If you like a song it streams for you, you can add it to your Grab Bag for later, or you can say “hate it” and move on. It sounds like the perfect music app: songs you have and like combined with new tunes, mixed with customizable frequency. nuTsie is available for BlackBerry, so head to their download site to give it a try. I’ve heard of issues relating to iTunes syncing and of the streaming quality, but not enough to make me not recommend the app.
Like nuTsie, Didiom streams music to your BlackBerry based on your iTunes library. Unlike nuTsie, it doesn’t provide you with any recommendations. So why would you choose Didiom? Because it offers something that other services don’t: the ability to download DRM-free music. Didiom has a library of over a million songs, and if any of the music you’re streaming makes you think of something else, you can browse and then download the tracks right from their secure server.
You can get songs for as low as 89 cents (for the low-quality phone version) or up to $1.39 (for a higher-quality copy for your PC). You can even pick up albums for between $9.9 and $12.99. PC users can download Didiom from their website. It’s not compatible with Mac, which is strange since it uses an iTunes interface. The only time you’ll pay is if you use their service to download new songs.
Streaming radio isn’t for everyone. Some people like control over what they’re listening to. Others commute in areas with little to no cell reception (hello subway riders). Whatever the reason, you can always load some songs onto a memory card and use your BlackBerry as a regular old MP3 player. With cards now ranging up to 16GB, you can surely find one that can fit enough music to last your commute.
Loading songs and using your BlackBerry MP3 player
This isn’t the first time we’ve addressed BlackBerry music issues. In an effort to not bore you by rehashing old posts, we’ll just link up a little bit. A little less than a year ago we talked about using your BlackBerry as an MP3 player. That was a quick rundown of using a memory card, picking a media player, finding music, and transferring files. It’s a very general look at the subject.
Then, last week, we discussed how to load music onto your BlackBerry. We boiled this down to two main methods: BlackBerry Media Sync and manually loading up your SD card. Using the Roxio Media Manager feature in BlackBerry Desktop Manager works as well, and is described in the earlier article about using your Berry as an MP3 player. A commenter also tipped us off to doubleTwist, a Mac application for loading songs onto your BlackBerry.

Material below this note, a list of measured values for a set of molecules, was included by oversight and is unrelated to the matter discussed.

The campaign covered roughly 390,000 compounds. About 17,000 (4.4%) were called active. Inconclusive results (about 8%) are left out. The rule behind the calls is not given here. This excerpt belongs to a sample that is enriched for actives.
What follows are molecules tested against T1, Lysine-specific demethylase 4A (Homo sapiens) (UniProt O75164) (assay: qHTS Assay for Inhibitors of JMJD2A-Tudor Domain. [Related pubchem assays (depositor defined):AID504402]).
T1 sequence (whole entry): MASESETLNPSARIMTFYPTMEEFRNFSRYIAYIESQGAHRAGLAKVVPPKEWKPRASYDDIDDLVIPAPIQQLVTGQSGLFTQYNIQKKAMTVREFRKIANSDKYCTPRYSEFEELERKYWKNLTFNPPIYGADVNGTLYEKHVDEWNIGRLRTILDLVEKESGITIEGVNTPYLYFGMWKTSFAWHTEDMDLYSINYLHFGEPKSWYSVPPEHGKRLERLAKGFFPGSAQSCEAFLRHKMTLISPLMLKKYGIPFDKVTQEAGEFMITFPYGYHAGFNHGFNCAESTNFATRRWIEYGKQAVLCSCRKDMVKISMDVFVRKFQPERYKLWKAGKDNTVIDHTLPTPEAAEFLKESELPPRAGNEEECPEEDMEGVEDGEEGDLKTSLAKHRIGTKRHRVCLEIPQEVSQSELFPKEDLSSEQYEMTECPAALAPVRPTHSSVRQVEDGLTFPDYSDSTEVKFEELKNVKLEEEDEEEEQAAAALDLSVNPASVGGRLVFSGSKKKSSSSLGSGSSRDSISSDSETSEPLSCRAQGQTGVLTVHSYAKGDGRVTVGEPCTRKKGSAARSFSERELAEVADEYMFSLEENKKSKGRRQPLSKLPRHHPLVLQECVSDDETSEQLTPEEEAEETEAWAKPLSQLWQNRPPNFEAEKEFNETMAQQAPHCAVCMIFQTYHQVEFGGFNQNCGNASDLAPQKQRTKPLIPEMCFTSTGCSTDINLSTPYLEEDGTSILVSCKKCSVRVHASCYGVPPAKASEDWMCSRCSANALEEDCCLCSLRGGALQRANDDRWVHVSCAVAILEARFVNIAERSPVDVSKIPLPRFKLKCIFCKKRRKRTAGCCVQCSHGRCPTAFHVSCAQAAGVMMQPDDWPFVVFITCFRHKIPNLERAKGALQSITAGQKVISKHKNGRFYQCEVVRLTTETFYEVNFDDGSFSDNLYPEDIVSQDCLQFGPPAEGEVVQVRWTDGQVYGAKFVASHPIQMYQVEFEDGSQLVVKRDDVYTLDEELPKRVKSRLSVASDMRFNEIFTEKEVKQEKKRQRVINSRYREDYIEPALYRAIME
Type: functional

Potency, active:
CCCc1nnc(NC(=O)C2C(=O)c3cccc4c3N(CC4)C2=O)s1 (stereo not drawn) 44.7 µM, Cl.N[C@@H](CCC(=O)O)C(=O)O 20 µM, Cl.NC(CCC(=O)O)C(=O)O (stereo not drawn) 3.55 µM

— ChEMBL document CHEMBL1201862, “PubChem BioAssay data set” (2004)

Picking a media player
Honestly, the default BlackBerry Media Player can hold its own for basic music functions. For basic users, it’s the easiest and freest way to do it. For geekier users, though, there are a number of alternatives. Some are mentioned above, but we’ll hash them out again here just for kicks. FlipSide Music Player was one of the first apps we reviewed on BBGeeks.
It’s a pretty cool media player which incorporates album art into the visual interface. You can “flick” through music like on an iPhone, which is a nice little feature. It does cost, though, to the tune of $19.95. BerryTunes is a less visually oriented media player, but it gives you the ability to stream Internet radio and podcasts.
MiuTunes brings back the visual pleasure, and is honestly one of the better functioning MP3 players I’ve used. However, it checks in at $29.95, $10 more expensive than FlipSide.
Stream or load, BlackBerry is great for music
The addition of multimedia capabilities has been one of the more welcome evolutions for the BlackBerry.
While the stock battery might not be optimal for heavy use, loaded or streaming music is great for short commutes — especially when you can charge up right afterwards. It sure beats carrying two devices around. The best part is that there are so many choices that one is bound to work for you. Whether it’s a streaming client like Pandora or the default media player, there’s something out there for every type of music fan, no matter your style or listening preferences.